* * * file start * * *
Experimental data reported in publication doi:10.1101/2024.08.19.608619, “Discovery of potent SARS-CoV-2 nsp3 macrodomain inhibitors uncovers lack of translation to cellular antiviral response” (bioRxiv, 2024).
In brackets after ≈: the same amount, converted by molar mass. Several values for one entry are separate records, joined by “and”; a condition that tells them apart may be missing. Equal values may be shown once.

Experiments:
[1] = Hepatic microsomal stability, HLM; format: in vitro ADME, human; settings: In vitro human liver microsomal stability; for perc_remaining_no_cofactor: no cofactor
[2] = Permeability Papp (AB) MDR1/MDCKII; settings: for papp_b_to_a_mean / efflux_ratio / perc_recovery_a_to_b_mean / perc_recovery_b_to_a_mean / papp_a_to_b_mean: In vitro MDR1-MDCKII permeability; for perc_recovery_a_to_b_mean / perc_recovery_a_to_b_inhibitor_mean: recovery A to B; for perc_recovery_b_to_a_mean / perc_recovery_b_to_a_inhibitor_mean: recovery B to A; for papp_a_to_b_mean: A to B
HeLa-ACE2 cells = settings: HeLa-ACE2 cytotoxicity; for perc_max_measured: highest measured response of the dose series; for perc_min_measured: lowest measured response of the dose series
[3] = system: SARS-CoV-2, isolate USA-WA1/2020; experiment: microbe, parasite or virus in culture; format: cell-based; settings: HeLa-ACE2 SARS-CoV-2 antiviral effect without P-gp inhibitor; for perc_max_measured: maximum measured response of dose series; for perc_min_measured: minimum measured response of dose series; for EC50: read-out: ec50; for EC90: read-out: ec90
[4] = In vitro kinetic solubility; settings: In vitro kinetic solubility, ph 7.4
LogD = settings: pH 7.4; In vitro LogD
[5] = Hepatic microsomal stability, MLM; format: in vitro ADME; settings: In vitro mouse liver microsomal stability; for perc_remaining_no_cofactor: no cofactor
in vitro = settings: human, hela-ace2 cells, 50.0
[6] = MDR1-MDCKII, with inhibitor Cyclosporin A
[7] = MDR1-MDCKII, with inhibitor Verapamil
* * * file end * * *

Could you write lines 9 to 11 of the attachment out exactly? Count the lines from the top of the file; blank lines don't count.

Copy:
LogD = settings: pH 7.4; In vitro LogD
[5] = Hepatic microsomal stability, MLM; format: in vitro ADME; settings: In vitro mouse liver microsomal stability; for perc_remaining_no_cofactor: no cofactor
in vitro = settings: human, hela-ace2 cells, 50.0